Update to blogging workflow
In this post, I describe updates to my blogging workflow.
When I first started this blog, I followed a simple master push workflow. This was easier to simply make an edit to a file and push the changes to see the result live. This approach treated the entire anmsh.gitlab.io repository like a regular software project. It was effortless to write something and see it live without much ado.
After all, how much overhead does a single developer need?
As the repository started growing in size, it become unwieldy to mix blog post drafts with design changes and experimental features. So I decided to use a better workflow to manage writing content and adding technical or functional features easier.
I came up with the following model with two types of branches.
Few Permanent branches
- Master branch where I write new posts, renew ssl, update project meta information (README, plugin, CI) or any other emergency fixes
- Design branch for significant behaviour, style or structure modifications to the blog.
Several long running feature branches
These should be short lived ideally, but the fact that I am the only developer on this project, would not afford me as much time I would like. As a result, working on a feature is the hardest thing to do as compared to making a design update. Hence the long running branches. In terms of their utility, these branches are still short-lived.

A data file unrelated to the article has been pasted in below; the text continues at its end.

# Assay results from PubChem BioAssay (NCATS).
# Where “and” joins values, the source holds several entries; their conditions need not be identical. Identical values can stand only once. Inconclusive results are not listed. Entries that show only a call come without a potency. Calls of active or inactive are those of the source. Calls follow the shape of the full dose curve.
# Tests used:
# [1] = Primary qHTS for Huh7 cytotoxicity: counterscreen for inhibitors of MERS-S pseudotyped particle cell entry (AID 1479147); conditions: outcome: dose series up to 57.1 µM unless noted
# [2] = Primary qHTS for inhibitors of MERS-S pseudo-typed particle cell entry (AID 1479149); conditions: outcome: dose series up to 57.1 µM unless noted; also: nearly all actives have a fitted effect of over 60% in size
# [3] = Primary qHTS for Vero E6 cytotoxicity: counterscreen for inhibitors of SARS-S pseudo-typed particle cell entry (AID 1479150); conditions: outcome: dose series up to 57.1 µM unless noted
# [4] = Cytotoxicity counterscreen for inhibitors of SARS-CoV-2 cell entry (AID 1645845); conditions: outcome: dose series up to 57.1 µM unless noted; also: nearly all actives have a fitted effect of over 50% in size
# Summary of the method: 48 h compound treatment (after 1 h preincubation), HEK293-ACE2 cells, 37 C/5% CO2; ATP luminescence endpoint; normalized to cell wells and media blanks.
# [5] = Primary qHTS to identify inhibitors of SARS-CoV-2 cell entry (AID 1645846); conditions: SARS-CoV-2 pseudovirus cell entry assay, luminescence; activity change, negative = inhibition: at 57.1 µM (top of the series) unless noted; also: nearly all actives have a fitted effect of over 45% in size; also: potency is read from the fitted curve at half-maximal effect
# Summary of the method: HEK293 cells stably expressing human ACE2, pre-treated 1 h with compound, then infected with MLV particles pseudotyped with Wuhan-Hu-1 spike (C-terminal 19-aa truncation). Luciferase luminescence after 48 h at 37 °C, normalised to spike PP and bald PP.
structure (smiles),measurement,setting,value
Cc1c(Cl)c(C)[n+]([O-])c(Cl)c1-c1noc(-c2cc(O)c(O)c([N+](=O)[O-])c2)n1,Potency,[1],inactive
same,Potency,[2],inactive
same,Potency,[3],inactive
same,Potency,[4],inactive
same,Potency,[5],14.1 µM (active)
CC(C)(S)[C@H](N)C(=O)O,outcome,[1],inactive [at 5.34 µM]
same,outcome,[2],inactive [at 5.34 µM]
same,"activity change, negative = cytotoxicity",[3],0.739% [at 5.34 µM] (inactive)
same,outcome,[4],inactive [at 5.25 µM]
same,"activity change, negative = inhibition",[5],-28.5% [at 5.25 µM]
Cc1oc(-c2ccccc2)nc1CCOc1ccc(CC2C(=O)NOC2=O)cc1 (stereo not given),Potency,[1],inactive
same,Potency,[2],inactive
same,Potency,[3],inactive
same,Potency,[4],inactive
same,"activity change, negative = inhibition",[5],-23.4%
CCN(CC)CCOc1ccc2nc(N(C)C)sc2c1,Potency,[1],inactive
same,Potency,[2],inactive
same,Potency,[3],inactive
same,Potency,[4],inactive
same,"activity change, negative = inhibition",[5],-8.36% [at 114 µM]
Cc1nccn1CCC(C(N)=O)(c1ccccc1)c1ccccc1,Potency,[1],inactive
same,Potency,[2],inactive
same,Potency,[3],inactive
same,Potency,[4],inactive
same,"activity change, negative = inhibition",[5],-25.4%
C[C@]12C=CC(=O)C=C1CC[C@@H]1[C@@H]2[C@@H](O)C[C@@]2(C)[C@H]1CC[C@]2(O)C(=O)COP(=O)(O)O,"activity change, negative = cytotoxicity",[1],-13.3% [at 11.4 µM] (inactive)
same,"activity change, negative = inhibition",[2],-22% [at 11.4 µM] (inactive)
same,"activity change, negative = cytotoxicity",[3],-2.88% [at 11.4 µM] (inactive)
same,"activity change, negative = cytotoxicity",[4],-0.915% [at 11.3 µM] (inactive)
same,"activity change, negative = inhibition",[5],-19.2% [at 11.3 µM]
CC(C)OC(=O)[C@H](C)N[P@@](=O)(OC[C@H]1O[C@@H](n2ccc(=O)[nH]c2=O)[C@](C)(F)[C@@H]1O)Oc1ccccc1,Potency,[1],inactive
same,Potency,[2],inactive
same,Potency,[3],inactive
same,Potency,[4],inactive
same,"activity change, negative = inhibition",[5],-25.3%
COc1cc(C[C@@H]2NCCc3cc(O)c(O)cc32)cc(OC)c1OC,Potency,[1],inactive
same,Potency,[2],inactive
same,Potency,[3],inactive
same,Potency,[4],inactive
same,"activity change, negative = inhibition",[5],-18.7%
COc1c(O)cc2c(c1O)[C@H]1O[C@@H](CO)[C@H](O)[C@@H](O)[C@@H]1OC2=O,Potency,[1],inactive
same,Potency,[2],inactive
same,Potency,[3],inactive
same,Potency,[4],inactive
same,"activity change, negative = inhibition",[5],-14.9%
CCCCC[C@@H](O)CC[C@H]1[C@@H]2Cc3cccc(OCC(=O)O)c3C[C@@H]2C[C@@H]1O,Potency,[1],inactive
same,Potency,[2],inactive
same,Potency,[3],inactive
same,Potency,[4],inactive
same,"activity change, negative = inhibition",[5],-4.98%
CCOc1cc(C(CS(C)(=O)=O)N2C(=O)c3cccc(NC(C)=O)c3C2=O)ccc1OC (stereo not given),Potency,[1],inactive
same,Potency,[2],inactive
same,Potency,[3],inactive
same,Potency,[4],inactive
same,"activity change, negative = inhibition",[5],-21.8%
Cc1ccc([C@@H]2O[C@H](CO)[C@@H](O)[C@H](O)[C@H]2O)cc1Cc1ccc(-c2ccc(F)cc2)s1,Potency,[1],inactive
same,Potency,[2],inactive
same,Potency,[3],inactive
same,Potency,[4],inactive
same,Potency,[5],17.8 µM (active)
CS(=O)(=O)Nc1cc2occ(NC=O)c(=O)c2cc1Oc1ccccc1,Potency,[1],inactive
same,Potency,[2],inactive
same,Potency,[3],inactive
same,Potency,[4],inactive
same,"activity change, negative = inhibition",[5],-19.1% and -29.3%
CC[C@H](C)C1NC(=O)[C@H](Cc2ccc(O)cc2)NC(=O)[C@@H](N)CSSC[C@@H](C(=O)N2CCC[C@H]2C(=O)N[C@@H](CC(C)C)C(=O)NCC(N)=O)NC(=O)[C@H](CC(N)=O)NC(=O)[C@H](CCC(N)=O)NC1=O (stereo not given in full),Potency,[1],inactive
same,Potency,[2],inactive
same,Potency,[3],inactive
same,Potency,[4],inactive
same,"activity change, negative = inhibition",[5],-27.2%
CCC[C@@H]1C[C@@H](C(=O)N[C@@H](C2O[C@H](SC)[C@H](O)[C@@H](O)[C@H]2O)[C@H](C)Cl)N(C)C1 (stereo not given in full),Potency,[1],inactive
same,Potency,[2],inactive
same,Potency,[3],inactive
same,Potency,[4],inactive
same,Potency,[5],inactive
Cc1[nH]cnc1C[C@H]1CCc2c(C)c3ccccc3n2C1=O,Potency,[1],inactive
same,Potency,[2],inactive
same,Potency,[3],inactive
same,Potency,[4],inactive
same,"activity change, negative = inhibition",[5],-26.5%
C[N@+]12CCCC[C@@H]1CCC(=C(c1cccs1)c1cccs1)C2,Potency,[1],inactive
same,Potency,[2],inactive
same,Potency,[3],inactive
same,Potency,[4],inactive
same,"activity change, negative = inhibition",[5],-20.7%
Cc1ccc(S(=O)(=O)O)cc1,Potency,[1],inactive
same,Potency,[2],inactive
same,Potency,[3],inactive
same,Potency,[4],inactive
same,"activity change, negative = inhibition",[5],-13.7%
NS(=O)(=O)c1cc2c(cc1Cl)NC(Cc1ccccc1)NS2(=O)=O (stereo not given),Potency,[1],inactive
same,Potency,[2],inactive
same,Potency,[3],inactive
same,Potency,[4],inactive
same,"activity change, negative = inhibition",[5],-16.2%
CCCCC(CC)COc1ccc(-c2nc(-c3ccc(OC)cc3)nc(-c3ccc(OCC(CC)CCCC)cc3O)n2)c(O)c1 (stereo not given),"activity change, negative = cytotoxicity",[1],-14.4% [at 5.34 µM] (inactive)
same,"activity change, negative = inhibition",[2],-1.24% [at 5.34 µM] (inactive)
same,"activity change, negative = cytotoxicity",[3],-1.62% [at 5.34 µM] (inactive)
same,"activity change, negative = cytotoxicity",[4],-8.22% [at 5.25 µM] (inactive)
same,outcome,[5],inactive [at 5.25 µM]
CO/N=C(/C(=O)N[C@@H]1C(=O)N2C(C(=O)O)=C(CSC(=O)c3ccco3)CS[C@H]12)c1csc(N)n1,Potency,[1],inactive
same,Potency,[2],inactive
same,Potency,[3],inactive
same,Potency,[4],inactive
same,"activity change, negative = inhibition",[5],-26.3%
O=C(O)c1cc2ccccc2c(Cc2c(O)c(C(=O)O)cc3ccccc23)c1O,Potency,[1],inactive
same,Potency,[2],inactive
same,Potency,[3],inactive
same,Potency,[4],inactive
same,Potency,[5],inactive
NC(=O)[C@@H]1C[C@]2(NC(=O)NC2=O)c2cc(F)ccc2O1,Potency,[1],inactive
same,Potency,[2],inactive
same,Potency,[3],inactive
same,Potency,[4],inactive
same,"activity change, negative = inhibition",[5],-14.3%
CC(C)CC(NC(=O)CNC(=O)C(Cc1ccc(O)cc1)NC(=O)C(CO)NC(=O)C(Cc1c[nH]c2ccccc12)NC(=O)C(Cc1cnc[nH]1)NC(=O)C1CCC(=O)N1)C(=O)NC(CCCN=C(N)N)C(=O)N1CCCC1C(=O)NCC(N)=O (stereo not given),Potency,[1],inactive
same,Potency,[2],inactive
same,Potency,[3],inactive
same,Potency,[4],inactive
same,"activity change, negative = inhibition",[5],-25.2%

This worked until now. These days I am using a merge request workflow in my work projects. I thought about giving the merge request workflow a try for my blog.
To accommodate this, I need to adjust the above model a bit by adding a new permanent branch.
- Drafts branch for writing new posts and raising merge requests for publishing posts.
The branching strategy, roughly speaking, becomes the following.
Whenever there is a design change or a new post
- Raise a merge request.
- Reverse merge master into other permanent branch(es) frequently
Whenever there is a new feature
- Merge into design branch for testing with current design
- Raise a merge request
- Reverse merge master into other permanent branch(es)
For this to work, I have protected push to master, even from the Maintainer (me). This has an added advantage of not running the pipeline each time a careless push makes its way into master.